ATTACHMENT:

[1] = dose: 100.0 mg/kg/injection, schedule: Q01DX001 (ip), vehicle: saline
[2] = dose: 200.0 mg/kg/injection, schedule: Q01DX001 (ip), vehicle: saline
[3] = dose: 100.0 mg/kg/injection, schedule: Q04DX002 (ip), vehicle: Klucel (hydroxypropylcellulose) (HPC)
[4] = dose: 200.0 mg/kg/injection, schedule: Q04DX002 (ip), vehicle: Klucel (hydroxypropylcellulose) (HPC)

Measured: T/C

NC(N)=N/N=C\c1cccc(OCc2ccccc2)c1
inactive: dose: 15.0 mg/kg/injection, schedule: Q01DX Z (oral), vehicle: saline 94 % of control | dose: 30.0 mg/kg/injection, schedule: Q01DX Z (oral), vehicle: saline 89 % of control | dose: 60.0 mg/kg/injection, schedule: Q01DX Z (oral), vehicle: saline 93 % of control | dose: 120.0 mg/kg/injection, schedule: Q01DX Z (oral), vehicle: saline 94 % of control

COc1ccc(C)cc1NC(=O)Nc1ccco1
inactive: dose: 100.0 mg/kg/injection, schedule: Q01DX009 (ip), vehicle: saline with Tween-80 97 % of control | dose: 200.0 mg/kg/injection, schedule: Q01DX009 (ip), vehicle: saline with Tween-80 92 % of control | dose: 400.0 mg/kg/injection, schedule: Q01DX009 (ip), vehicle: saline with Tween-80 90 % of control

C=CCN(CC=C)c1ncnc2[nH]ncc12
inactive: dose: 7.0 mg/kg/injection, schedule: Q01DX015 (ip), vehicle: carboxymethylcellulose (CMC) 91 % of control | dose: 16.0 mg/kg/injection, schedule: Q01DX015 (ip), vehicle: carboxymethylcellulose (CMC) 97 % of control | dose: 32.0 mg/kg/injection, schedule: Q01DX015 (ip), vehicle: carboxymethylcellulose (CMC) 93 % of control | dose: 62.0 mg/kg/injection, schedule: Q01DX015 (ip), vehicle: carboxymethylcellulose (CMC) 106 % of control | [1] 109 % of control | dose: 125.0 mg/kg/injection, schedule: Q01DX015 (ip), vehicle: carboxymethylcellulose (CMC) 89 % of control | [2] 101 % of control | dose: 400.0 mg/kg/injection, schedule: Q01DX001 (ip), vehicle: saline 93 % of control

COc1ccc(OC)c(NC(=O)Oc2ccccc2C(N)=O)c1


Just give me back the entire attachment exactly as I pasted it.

[1] = dose: 100.0 mg/kg/injection, schedule: Q01DX001 (ip), vehicle: saline
[2] = dose: 200.0 mg/kg/injection, schedule: Q01DX001 (ip), vehicle: saline
[3] = dose: 100.0 mg/kg/injection, schedule: Q04DX002 (ip), vehicle: Klucel (hydroxypropylcellulose) (HPC)
[4] = dose: 200.0 mg/kg/injection, schedule: Q04DX002 (ip), vehicle: Klucel (hydroxypropylcellulose) (HPC)

Measured: T/C

NC(N)=N/N=C\c1cccc(OCc2ccccc2)c1
inactive: dose: 15.0 mg/kg/injection, schedule: Q01DX Z (oral), vehicle: saline 94 % of control | dose: 30.0 mg/kg/injection, schedule: Q01DX Z (oral), vehicle: saline 89 % of control | dose: 60.0 mg/kg/injection, schedule: Q01DX Z (oral), vehicle: saline 93 % of control | dose: 120.0 mg/kg/injection, schedule: Q01DX Z (oral), vehicle: saline 94 % of control

COc1ccc(C)cc1NC(=O)Nc1ccco1
inactive: dose: 100.0 mg/kg/injection, schedule: Q01DX009 (ip), vehicle: saline with Tween-80 97 % of control | dose: 200.0 mg/kg/injection, schedule: Q01DX009 (ip), vehicle: saline with Tween-80 92 % of control | dose: 400.0 mg/kg/injection, schedule: Q01DX009 (ip), vehicle: saline with Tween-80 90 % of control

C=CCN(CC=C)c1ncnc2[nH]ncc12
inactive: dose: 7.0 mg/kg/injection, schedule: Q01DX015 (ip), vehicle: carboxymethylcellulose (CMC) 91 % of control | dose: 16.0 mg/kg/injection, schedule: Q01DX015 (ip), vehicle: carboxymethylcellulose (CMC) 97 % of control | dose: 32.0 mg/kg/injection, schedule: Q01DX015 (ip), vehicle: carboxymethylcellulose (CMC) 93 % of control | dose: 62.0 mg/kg/injection, schedule: Q01DX015 (ip), vehicle: carboxymethylcellulose (CMC) 106 % of control | [1] 109 % of control | dose: 125.0 mg/kg/injection, schedule: Q01DX015 (ip), vehicle: carboxymethylcellulose (CMC) 89 % of control | [2] 101 % of control | dose: 400.0 mg/kg/injection, schedule: Q01DX001 (ip), vehicle: saline 93 % of control

COc1ccc(OC)c(NC(=O)Oc2ccccc2C(N)=O)c1